“The 0.5% month-to-month rise in GDP in June was driven by big increases in manufacturing and construction output, which are particularly sensitive to changes in the number of working days; May had one less working day than usual, due to the King’s coronation.”
“While higher interest rates are putting pressure on businesses to run down inventory and sterling’s recent appreciation will weigh on exports modestly, it is unlikely that the drag on GDP growth from these components will remain as intense as in Q2.”
“Accordingly, we still think the economy will avoid a recession, with GDP rising by 0.3% quarter-on-quarter in both Q3 and Q4.”
Abbas Khan, economist, Barclays
“While a mechanical rebound had been expected in June following the extra bank holiday for the King's coronation which weighed on the May print (-0.1% m/m), the extent was uncertain given that the size of the hit was unclear. In the event, the more forceful rebound in June suggests that the economy has been more resilient than thought at an underlying level.”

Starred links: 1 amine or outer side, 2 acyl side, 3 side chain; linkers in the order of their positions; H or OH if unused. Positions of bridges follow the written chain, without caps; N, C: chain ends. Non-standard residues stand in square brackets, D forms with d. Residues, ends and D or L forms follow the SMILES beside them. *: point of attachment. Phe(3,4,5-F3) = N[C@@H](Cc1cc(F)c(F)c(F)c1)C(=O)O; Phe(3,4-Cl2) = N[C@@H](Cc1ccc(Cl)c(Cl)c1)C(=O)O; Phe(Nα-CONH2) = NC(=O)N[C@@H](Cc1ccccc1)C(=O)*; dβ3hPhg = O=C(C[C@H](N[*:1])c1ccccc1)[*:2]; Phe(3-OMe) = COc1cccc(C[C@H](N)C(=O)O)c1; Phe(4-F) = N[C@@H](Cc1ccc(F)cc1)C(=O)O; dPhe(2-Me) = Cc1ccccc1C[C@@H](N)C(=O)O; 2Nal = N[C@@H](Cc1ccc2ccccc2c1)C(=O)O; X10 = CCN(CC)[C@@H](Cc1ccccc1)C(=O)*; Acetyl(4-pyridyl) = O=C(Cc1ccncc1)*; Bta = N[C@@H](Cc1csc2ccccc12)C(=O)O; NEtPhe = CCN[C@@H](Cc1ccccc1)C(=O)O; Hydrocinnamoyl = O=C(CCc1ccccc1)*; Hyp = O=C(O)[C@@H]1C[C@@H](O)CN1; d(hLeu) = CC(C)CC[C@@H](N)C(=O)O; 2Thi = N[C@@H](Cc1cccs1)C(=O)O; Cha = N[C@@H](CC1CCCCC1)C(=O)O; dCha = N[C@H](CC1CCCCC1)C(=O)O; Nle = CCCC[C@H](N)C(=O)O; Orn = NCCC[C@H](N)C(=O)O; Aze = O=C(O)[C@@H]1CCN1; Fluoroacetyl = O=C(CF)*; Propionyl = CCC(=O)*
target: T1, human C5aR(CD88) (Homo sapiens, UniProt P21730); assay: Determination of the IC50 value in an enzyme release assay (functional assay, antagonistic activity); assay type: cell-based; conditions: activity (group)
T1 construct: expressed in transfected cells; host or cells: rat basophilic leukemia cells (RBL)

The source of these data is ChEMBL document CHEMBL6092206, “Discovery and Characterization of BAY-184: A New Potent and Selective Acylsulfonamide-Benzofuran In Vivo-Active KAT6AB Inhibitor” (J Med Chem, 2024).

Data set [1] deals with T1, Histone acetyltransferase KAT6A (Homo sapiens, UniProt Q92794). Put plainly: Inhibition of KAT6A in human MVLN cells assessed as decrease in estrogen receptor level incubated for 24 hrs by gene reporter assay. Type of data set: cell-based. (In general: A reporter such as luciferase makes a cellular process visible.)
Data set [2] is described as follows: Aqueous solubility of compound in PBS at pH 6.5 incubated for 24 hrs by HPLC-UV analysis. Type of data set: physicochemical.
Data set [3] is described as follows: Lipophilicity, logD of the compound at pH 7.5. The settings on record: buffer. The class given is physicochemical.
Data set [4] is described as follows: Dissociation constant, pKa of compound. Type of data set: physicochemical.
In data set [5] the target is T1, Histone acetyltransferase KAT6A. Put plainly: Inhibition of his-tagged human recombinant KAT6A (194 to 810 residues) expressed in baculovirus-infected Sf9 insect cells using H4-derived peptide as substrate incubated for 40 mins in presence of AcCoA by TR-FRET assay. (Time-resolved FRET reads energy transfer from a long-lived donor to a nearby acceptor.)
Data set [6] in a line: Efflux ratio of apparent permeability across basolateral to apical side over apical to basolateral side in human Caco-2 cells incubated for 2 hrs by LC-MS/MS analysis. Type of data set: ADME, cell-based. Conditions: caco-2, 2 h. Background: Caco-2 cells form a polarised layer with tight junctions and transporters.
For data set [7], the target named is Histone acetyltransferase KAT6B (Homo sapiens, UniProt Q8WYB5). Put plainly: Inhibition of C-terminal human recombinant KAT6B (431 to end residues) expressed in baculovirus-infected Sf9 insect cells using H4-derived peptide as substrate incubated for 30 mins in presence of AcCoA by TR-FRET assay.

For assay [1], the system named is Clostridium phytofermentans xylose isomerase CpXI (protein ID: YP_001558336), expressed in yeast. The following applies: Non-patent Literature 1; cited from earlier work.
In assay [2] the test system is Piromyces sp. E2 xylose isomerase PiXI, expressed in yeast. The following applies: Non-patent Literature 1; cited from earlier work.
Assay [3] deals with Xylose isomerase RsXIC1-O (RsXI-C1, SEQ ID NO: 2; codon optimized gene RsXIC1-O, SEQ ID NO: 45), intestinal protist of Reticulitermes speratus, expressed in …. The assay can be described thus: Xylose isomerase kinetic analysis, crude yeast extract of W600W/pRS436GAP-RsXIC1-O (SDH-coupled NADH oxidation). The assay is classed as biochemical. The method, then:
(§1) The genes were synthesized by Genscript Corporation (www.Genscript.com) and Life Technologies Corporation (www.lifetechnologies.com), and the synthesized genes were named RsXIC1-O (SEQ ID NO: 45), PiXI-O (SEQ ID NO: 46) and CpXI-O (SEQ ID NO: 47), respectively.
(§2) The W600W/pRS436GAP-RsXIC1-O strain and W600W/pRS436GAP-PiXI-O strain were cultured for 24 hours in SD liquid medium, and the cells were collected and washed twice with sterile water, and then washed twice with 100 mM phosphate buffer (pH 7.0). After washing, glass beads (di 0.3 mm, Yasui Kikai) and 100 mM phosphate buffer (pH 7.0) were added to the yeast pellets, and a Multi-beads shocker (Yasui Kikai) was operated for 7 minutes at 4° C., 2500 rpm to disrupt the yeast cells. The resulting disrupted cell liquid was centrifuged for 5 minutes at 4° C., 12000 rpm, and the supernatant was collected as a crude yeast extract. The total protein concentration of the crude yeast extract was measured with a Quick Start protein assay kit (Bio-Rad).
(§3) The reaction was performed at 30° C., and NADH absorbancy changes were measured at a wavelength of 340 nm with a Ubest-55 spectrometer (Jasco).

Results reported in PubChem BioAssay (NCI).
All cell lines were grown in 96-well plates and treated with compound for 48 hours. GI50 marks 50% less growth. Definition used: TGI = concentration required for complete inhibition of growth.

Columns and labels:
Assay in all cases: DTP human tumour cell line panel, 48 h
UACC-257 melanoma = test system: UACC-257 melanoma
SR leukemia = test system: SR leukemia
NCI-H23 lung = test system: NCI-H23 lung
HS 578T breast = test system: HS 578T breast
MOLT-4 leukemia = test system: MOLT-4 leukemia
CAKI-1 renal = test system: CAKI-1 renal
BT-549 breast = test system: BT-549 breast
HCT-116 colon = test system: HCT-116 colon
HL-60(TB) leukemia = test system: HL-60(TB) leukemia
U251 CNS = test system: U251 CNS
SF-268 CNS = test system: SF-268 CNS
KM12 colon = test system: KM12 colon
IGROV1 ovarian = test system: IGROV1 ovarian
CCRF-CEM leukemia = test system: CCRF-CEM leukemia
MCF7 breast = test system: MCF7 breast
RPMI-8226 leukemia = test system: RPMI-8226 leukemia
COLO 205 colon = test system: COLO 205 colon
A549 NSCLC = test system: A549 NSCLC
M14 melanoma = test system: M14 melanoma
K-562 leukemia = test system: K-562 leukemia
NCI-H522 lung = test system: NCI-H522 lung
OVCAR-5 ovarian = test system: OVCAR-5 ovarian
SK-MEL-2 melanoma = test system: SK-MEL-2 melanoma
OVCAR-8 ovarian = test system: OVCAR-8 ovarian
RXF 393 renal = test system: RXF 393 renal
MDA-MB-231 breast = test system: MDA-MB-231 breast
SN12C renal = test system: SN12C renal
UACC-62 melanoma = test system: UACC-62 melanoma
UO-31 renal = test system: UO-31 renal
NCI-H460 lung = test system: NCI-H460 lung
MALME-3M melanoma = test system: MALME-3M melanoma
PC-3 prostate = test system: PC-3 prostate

“With particularly wet July weather, this resilience may temporarily reverse in the very near term, but the 17% fall in household energy bills in Q3 will provide a further meaningful boost to real household disposable incomes that is unlikely to be fully offset by the drag from the mortgage cashflow channel in the near term. This may fuel further growth in discretionary services over coming prints.”
Andrew Goodwin, chief UK economist, Oxford Economics
“A strong starting point to the current quarter implies even very modest growth over the summer would leave Q3 growth at around 0.4% (in line with the latest BoE forecast). That the quarter will have a normal number of working days will also help, as will the resolution of some public sector pay disputes and July's near-20% fall in energy bills.”
“June's rise in GDP left growth in Q2 at 0.2% q/q, a bit stronger than consensus and BoE forecasts, if still consistent with the economy broadly flatlining over the last 18 months.”
Sandra Horsfield, economist, Investec Economics